Monday, August 2

Government tweaks recruit rules for school teachers

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The state government has decided to do away with waiting lists of candidates in schoolteacher recruitments and list only those it would recruit.

The current practice is to have a waiting list of four for every 10 candidates. Often waitlisted candidates felt their recruitment was guaranteed, a school education department official said.

The government has decided to keep the verification of documents of selected candidates as the last step before issuing appointment letters. This will reduce the time taken in the recruitment process.

In the existing system, documents of all candidates who crack the written test are verified before holding interviews making the process a long-drawn one, the official said.

For example, if 1,00,000 candidates crack the written test for recruitment to 14,000 posts, the documents of all the applicants are now verified before interviews.

In the proposed system, the documents of only the first 14,000 candidates selected after interviews will be verified.

In the present system, the names of 14 candidates are em panelled for every 10 vacant posts in state-aided primary, secondary and higher secondary schools.

Of the 14, the first 10 candidates get selected in order of merit and the rest are kept on the waiting list.

The new system proposes to have only one candidate against a post, the school education department official said.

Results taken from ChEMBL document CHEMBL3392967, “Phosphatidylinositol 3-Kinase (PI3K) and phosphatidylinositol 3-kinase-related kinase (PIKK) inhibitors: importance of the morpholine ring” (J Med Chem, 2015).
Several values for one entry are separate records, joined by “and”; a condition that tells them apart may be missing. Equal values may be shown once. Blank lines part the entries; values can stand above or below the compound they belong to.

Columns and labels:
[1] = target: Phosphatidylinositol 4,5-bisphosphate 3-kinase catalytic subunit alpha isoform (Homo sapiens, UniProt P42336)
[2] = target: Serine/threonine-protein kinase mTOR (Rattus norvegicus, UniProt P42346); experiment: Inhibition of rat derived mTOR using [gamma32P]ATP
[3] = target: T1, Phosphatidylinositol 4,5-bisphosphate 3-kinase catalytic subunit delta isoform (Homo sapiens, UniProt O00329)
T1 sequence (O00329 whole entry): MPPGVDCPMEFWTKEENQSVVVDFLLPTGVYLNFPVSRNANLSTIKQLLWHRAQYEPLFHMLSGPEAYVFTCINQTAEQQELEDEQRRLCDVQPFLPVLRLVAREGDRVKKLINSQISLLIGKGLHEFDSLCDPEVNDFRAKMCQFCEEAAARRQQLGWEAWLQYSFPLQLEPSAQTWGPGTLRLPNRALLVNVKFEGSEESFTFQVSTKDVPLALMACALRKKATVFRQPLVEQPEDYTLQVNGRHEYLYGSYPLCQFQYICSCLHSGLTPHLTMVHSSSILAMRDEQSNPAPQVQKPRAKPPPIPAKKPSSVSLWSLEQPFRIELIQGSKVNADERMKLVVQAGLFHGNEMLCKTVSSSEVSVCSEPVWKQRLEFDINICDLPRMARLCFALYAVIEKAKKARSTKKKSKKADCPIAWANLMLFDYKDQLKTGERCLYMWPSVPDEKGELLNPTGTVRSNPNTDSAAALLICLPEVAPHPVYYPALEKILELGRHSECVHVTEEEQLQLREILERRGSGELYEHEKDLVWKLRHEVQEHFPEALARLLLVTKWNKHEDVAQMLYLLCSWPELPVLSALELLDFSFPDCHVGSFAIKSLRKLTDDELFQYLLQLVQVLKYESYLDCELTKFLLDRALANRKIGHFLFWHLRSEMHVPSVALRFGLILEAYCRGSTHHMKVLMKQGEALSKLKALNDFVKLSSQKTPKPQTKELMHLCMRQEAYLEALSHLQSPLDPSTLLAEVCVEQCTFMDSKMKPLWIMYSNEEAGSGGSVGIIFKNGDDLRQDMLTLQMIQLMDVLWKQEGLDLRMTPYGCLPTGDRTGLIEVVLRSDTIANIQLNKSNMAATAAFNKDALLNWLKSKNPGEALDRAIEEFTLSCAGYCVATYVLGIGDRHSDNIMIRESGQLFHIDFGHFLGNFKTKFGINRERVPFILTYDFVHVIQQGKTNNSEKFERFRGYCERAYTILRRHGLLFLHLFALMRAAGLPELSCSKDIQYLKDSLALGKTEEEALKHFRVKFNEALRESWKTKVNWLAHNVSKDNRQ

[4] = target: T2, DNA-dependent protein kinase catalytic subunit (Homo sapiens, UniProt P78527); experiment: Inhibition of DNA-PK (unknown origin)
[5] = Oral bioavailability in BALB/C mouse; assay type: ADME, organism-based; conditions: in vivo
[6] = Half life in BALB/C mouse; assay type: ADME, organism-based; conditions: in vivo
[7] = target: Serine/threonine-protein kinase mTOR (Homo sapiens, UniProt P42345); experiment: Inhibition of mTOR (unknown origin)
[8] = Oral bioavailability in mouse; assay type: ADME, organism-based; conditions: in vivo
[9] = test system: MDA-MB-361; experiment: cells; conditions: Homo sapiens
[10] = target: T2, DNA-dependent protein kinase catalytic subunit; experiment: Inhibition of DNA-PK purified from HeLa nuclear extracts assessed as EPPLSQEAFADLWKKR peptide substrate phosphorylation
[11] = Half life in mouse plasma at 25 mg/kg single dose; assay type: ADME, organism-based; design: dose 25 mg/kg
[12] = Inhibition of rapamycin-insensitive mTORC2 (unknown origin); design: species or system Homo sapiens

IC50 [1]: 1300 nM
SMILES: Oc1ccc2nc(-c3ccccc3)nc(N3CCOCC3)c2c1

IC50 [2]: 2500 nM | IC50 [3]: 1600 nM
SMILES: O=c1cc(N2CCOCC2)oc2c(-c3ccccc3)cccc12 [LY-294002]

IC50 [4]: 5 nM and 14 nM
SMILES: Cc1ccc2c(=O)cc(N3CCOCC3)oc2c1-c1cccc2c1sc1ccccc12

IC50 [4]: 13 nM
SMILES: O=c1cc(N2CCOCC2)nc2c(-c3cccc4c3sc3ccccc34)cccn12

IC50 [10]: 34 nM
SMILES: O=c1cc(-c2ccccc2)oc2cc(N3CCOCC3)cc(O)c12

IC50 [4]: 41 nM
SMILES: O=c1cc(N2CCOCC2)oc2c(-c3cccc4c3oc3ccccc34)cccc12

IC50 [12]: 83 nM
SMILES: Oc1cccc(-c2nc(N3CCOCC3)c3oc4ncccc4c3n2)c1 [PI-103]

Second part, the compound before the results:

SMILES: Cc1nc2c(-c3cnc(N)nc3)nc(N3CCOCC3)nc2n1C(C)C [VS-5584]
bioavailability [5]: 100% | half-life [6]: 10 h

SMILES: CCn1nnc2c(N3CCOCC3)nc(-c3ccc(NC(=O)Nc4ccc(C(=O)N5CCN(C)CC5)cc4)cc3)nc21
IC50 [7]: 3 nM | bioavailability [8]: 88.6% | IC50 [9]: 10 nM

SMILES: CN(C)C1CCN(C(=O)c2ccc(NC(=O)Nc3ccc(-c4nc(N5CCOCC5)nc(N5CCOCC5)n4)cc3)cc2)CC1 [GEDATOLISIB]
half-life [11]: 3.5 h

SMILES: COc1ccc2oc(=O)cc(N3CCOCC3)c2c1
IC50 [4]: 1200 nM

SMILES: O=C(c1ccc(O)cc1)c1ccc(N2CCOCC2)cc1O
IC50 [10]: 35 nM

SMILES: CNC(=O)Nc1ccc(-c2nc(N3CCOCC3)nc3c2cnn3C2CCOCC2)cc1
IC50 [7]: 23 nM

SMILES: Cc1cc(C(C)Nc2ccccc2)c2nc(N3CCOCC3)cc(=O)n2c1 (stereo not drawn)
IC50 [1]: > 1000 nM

The new measures are part of the government’s initiative to expedite the recruitment process and reduce the time between the recruitment notification and the final appointment of selected candidates.

“It takes about two years to complete the process of recruiting teachers after issuing notifications,” education minister Partha Chatterjee told Metro on Saturday. “The existing rules will be simplified so that the gap between the notification and the final appointment reduces.”

The new rules will be implemented from 2020, the minister said. Recruitment against vacant posts for which notifications have been given will not come within the purview of the new rules.

In the new system, the scores of every candidate will be shown on the merit list. Several candidates have moved courts in the past, complaining their names had not figured on the merit list though their scores were higher than those who secured jobs.

Court cases led to long delays in completing the recruitment process.

The government wants to scrap the system of waiting lists to avoid court cases.

“In the present system, a waitlisted candidate can secure a job if someone on the main list refuses. In many cases, waitlisted candidates would believe that they were entitled to a job and would move court if they failed to get one,” another school education department official said.

“Court cases lead to delays in issuing appointment letters to selected candidates,” the official said.

In the new system, there will be no provision for extra weightage to candidates with teacher-training degrees.

The Right of Children to Free and Compulsory Education Act, 2009, has made it compulsory for every aspiring schoolteacher to have a teacher-training degree.

“There is no point allotting extra marks to those with teacher-training degrees. The scrapping of this clause will simplify the recruitment process,” the official said.


Source: The Telegraph

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